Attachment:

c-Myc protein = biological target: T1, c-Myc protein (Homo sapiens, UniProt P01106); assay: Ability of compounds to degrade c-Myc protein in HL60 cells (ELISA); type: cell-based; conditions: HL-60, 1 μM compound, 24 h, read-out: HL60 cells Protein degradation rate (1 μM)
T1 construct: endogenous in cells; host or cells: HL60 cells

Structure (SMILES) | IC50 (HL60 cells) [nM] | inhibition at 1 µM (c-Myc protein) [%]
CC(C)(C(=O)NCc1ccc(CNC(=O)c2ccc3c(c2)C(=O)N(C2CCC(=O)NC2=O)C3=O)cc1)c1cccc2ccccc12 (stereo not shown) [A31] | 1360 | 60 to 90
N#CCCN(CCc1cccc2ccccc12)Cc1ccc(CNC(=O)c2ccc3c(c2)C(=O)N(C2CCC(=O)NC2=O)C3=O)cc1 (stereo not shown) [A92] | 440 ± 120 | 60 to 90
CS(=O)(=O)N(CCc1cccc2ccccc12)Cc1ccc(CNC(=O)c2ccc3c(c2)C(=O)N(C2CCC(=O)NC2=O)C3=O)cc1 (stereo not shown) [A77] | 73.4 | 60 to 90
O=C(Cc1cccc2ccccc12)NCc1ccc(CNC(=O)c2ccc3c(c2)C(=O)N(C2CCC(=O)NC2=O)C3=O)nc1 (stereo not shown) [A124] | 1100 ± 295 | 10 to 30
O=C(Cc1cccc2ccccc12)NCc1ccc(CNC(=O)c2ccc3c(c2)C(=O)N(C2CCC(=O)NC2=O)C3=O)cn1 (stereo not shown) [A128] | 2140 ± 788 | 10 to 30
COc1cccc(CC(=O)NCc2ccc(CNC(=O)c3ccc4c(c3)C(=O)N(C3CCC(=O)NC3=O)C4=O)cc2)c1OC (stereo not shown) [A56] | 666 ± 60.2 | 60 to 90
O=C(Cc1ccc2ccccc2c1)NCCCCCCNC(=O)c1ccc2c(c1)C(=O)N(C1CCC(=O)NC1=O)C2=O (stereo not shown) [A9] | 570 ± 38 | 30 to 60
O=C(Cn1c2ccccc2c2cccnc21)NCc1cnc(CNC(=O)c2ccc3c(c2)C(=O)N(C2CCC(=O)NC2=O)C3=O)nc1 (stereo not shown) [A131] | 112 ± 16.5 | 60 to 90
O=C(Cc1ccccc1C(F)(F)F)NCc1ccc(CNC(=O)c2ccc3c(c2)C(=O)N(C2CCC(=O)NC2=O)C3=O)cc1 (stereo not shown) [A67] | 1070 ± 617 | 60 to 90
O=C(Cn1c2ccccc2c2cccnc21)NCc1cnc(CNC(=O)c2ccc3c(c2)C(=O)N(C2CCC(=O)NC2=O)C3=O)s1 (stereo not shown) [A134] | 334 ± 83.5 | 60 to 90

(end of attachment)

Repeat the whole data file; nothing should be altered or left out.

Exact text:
c-Myc protein = biological target: T1, c-Myc protein (Homo sapiens, UniProt P01106); assay: Ability of compounds to degrade c-Myc protein in HL60 cells (ELISA); type: cell-based; conditions: HL-60, 1 μM compound, 24 h, read-out: HL60 cells Protein degradation rate (1 μM)
T1 construct: endogenous in cells; host or cells: HL60 cells

Structure (SMILES) | IC50 (HL60 cells) [nM] | inhibition at 1 µM (c-Myc protein) [%]
CC(C)(C(=O)NCc1ccc(CNC(=O)c2ccc3c(c2)C(=O)N(C2CCC(=O)NC2=O)C3=O)cc1)c1cccc2ccccc12 (stereo not shown) [A31] | 1360 | 60 to 90
N#CCCN(CCc1cccc2ccccc12)Cc1ccc(CNC(=O)c2ccc3c(c2)C(=O)N(C2CCC(=O)NC2=O)C3=O)cc1 (stereo not shown) [A92] | 440 ± 120 | 60 to 90
CS(=O)(=O)N(CCc1cccc2ccccc12)Cc1ccc(CNC(=O)c2ccc3c(c2)C(=O)N(C2CCC(=O)NC2=O)C3=O)cc1 (stereo not shown) [A77] | 73.4 | 60 to 90
O=C(Cc1cccc2ccccc12)NCc1ccc(CNC(=O)c2ccc3c(c2)C(=O)N(C2CCC(=O)NC2=O)C3=O)nc1 (stereo not shown) [A124] | 1100 ± 295 | 10 to 30
O=C(Cc1cccc2ccccc12)NCc1ccc(CNC(=O)c2ccc3c(c2)C(=O)N(C2CCC(=O)NC2=O)C3=O)cn1 (stereo not shown) [A128] | 2140 ± 788 | 10 to 30
COc1cccc(CC(=O)NCc2ccc(CNC(=O)c3ccc4c(c3)C(=O)N(C3CCC(=O)NC3=O)C4=O)cc2)c1OC (stereo not shown) [A56] | 666 ± 60.2 | 60 to 90
O=C(Cc1ccc2ccccc2c1)NCCCCCCNC(=O)c1ccc2c(c1)C(=O)N(C1CCC(=O)NC1=O)C2=O (stereo not shown) [A9] | 570 ± 38 | 30 to 60
O=C(Cn1c2ccccc2c2cccnc21)NCc1cnc(CNC(=O)c2ccc3c(c2)C(=O)N(C2CCC(=O)NC2=O)C3=O)nc1 (stereo not shown) [A131] | 112 ± 16.5 | 60 to 90
O=C(Cc1ccccc1C(F)(F)F)NCc1ccc(CNC(=O)c2ccc3c(c2)C(=O)N(C2CCC(=O)NC2=O)C3=O)cc1 (stereo not shown) [A67] | 1070 ± 617 | 60 to 90
O=C(Cn1c2ccccc2c2cccnc21)NCc1cnc(CNC(=O)c2ccc3c(c2)C(=O)N(C2CCC(=O)NC2=O)C3=O)s1 (stereo not shown) [A134] | 334 ± 83.5 | 60 to 90